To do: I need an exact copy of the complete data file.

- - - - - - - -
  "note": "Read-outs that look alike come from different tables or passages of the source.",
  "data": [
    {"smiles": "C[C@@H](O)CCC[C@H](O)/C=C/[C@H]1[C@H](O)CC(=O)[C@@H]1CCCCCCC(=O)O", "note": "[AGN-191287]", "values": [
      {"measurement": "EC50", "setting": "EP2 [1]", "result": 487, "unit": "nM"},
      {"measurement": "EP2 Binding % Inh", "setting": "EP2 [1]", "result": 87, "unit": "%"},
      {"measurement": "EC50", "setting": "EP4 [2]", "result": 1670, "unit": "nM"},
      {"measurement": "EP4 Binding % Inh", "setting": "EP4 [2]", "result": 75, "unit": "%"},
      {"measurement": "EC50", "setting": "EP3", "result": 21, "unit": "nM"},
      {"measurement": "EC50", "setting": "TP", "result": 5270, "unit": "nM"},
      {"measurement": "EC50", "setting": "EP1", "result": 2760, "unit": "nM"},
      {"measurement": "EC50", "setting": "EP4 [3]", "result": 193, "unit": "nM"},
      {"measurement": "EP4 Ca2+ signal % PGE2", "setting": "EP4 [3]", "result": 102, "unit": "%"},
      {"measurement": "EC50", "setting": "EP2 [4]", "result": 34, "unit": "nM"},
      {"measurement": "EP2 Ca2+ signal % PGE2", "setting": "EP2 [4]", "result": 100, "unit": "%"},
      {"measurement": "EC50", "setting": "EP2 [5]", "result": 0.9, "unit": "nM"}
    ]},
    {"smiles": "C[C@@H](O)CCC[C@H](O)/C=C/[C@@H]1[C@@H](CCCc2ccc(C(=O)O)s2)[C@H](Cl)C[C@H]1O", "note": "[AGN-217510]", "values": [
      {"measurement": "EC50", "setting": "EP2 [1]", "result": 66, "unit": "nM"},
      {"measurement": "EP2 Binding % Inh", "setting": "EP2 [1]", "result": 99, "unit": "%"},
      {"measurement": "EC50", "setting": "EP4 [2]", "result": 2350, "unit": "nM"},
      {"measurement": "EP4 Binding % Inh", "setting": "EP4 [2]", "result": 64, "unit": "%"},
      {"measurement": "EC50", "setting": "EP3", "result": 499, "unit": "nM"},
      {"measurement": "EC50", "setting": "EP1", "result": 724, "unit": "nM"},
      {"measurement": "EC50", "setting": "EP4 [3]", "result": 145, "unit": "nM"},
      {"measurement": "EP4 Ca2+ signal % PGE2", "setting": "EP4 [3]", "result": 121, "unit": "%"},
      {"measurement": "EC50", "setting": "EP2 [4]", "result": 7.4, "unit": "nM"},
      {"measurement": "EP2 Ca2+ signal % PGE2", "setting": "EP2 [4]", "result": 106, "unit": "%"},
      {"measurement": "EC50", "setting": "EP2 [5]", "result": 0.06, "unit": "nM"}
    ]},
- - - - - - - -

  "note": "Read-outs that look alike come from different tables or passages of the source.",
  "data": [
    {"smiles": "C[C@@H](O)CCC[C@H](O)/C=C/[C@H]1[C@H](O)CC(=O)[C@@H]1CCCCCCC(=O)O", "note": "[AGN-191287]", "values": [
      {"measurement": "EC50", "setting": "EP2 [1]", "result": 487, "unit": "nM"},
      {"measurement": "EP2 Binding % Inh", "setting": "EP2 [1]", "result": 87, "unit": "%"},
      {"measurement": "EC50", "setting": "EP4 [2]", "result": 1670, "unit": "nM"},
      {"measurement": "EP4 Binding % Inh", "setting": "EP4 [2]", "result": 75, "unit": "%"},
      {"measurement": "EC50", "setting": "EP3", "result": 21, "unit": "nM"},
      {"measurement": "EC50", "setting": "TP", "result": 5270, "unit": "nM"},
      {"measurement": "EC50", "setting": "EP1", "result": 2760, "unit": "nM"},
      {"measurement": "EC50", "setting": "EP4 [3]", "result": 193, "unit": "nM"},
      {"measurement": "EP4 Ca2+ signal % PGE2", "setting": "EP4 [3]", "result": 102, "unit": "%"},
      {"measurement": "EC50", "setting": "EP2 [4]", "result": 34, "unit": "nM"},
      {"measurement": "EP2 Ca2+ signal % PGE2", "setting": "EP2 [4]", "result": 100, "unit": "%"},
      {"measurement": "EC50", "setting": "EP2 [5]", "result": 0.9, "unit": "nM"}
    ]},
    {"smiles": "C[C@@H](O)CCC[C@H](O)/C=C/[C@@H]1[C@@H](CCCc2ccc(C(=O)O)s2)[C@H](Cl)C[C@H]1O", "note": "[AGN-217510]", "values": [
      {"measurement": "EC50", "setting": "EP2 [1]", "result": 66, "unit": "nM"},
      {"measurement": "EP2 Binding % Inh", "setting": "EP2 [1]", "result": 99, "unit": "%"},
      {"measurement": "EC50", "setting": "EP4 [2]", "result": 2350, "unit": "nM"},
      {"measurement": "EP4 Binding % Inh", "setting": "EP4 [2]", "result": 64, "unit": "%"},
      {"measurement": "EC50", "setting": "EP3", "result": 499, "unit": "nM"},
      {"measurement": "EC50", "setting": "EP1", "result": 724, "unit": "nM"},
      {"measurement": "EC50", "setting": "EP4 [3]", "result": 145, "unit": "nM"},
      {"measurement": "EP4 Ca2+ signal % PGE2", "setting": "EP4 [3]", "result": 121, "unit": "%"},
      {"measurement": "EC50", "setting": "EP2 [4]", "result": 7.4, "unit": "nM"},
      {"measurement": "EP2 Ca2+ signal % PGE2", "setting": "EP2 [4]", "result": 106, "unit": "%"},
      {"measurement": "EC50", "setting": "EP2 [5]", "result": 0.06, "unit": "nM"}
    ]},